How can we continue to pretend to be a country of serious people when our rulers run-down the country with their words and conducts and reduce it in the words of Major Nzeogwu, “a big-for-nothing” in the comity of nations? Nigeria can only be retrieved from these rapacious leeches and parasites when the people compel their leader to be civic, rule-bound and servant-of-the people not their conquerors and masters who are above the rules and public moral bar. Nigerian rulers must by rules and convention be forced to educate their children in Nigeria.

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Digitalizing the civil service payroll system

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Digitalizing the civil service payroll system

 

 

The Nigerian civil service system has in recent times been deeply characterized by a bunch of cankerworms known as ‘ghost workers’. The syndrome, which isn’t peculiar to the federal level, is indeed ubiquitous that no certain level/unit of government is exempted whenever its scourge is being discussed.

 

Funnily enough, the anomaly has lingered that anyone could insinuate that it’s a norm.

 

 

Three years ago, precisely on Thursday, 5th May 2016, during the meeting between federal ministries and Newspaper Proprietors Association of Nigeria (NPAN) in Lagos State as organized by the then Minister of Information and Culture, Alhaji Lai Mohammed, the then Finance Minister, Mrs. Kemi Adeosun, unequivocally disclosed that the ongoing N165 billion monthly salaries cum allowances of federal civil servants was overbloated, thus could no longer be sustained by the Federal Government (FG).

 

Adeosun who was speaking on the economy reform agenda of the Muhammadu Buhari-led administration, stated that the said fund represented about 40 per cent (40%) of the total spending made by the FG.

 

 

According to her, the figure was outrageous, hence government was pursuing aggressive measures towards detecting as well as prosecuting ghost workers and other saboteurs in the system.

 

 

 

She landed with a mind-boggling revelation that the Nigerian Railway Corporation (NRC), which wasn’t fully functional, still had names of about 10,000 workers on its payroll regularly serviced by the FG’s coffers. In a related development, in the same 2016, a huge sum of N4 billion fraud was reportedly discovered in Aso Rock, the Nigeria’s Seat of Power.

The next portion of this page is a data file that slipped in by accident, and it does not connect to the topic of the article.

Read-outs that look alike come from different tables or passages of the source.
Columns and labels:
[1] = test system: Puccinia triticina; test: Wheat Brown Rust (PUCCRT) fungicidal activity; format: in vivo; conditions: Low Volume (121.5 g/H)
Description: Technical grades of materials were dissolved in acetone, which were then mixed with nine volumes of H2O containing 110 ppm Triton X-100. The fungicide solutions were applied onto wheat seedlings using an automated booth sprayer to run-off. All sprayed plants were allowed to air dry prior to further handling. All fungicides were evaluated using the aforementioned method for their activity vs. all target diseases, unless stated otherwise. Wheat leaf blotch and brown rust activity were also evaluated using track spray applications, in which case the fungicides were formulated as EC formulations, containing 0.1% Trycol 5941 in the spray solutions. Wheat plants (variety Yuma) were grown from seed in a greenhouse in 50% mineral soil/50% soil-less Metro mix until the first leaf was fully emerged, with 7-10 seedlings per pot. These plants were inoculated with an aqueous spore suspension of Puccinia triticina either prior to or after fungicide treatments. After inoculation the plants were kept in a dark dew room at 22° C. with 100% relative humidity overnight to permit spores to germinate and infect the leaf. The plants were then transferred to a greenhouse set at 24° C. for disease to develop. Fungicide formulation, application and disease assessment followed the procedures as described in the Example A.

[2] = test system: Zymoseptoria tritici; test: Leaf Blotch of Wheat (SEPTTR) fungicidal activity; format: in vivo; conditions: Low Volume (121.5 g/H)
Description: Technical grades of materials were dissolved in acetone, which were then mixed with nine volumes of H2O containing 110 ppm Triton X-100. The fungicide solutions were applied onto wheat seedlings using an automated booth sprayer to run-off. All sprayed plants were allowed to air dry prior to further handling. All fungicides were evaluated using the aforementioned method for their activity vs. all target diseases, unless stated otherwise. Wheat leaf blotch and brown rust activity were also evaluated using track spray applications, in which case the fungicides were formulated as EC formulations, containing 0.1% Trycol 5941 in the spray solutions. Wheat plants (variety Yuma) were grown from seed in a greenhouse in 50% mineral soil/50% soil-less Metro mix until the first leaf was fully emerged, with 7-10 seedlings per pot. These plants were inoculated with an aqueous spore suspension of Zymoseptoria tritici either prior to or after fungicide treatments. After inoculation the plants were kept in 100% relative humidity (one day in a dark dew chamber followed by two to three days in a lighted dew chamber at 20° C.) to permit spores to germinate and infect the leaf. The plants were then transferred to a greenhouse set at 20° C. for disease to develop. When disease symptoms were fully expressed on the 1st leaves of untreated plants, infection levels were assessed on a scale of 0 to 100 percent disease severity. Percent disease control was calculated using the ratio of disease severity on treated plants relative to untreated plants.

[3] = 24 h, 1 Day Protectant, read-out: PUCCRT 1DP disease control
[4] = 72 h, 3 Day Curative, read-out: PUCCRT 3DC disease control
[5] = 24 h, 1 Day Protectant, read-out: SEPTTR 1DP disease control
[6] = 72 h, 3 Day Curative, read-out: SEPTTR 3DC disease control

The discovery was made by President Buhari’s National Security Adviser (NSA), Maj.-Gen. Babagana Monguno (rtd). Aside his alleged shocking discovery, which was made after a general security auditing and verification exercise ordered by Mr. President, the NSA further disclosed that names of 29 ghost security personnel had been on security payroll in the Presidency over the years.

 

 

In spite of the war against corrupt practices by the Buhari-led government since inception, the payroll of most government MDAs, and even that of the pensioners, at various levels are still presently influenced by the enemies of the society.

 

 

This very societal ill, if not aptly tackled, is liable to degenerate into a colossal economic mayhem in no distant time. It’s so baffling that at this digital age, Nigeria is still lagging behind as regards Information and Communications Technology (ICT). We can’t continue indulging ourselves in retrogressive issues in an era when ICT or Hi-Tech has succeeded in simplifying everything, or unravelling every mystery related to information.

 

Opinion Most times I wonder; is it that Nigeria cannot afford the services of IT, or that she can’t boast of or source for the required IT personnel? This is a candid question we must attend to with every manner of sincerity.

 

 

The answer, of course, is No. Nigeria can afford all of the above.

 

Her plight ab initio, has been lack of orientation and corruption. The people she had had in positions of authority refused to be convinced that ICT is the only way forward concerning the lingering payroll palaver in the country, perhaps owing to lack of political will occasioned by corruption.

 

However, we ought to be immensely joyful that the current administration apparently detests graft profusely. But it does not stop at just having an interest in a certain cause, but ensuring that the needful is aptly considered and done.

 

Hence, as the Buhari-led government is ostensibly interested in getting it right, it must acknowledge that obtaining a comprehensive database for all the federal workers is long overdue. Such measure can only be actualized via a forensic approach.

 

 

To this end, a special unit/department must be created by law under the Ministry of Finance.

 

 

 

The proposed unit is subject to be manned by well qualified and reliable IT experts; and no one ought to have access to the department, except its staff and the director/ HOD.

 

 

Additionally, an agency comprising thoroughly scrutinized individuals ought to be set up by law to monitor or oversee the day-to-day activity of the department.

 

 

The agency would ascertain whenever a worker dies or retires, as the case may be, among other likely events, and thereafter ensure that the record is duly implemented by the unit. Moreover, from time-to-time through their oversight functions, the federal legislators should invite the members, particularly the chairman, of the agency to keep them abreast of happenings.

 

 

This must not be compromised for any reason whatsoever. For the above unit to function tactically and properly, every federal MDA must equally boast of a competent and reliable IT unit that would regularly update that of the Finance Ministry being the umbrella body, on matters relating to employment, death, retirement, expulsion, retrenchment, or what have you.

 

 

The agency would assist in monitoring the genuineness and adequacy of the aforementioned cooperation. For efficiency’s sake, the unit must engage a viable and reliable software consulting firm toward ensuring holistic update of its software maintenance.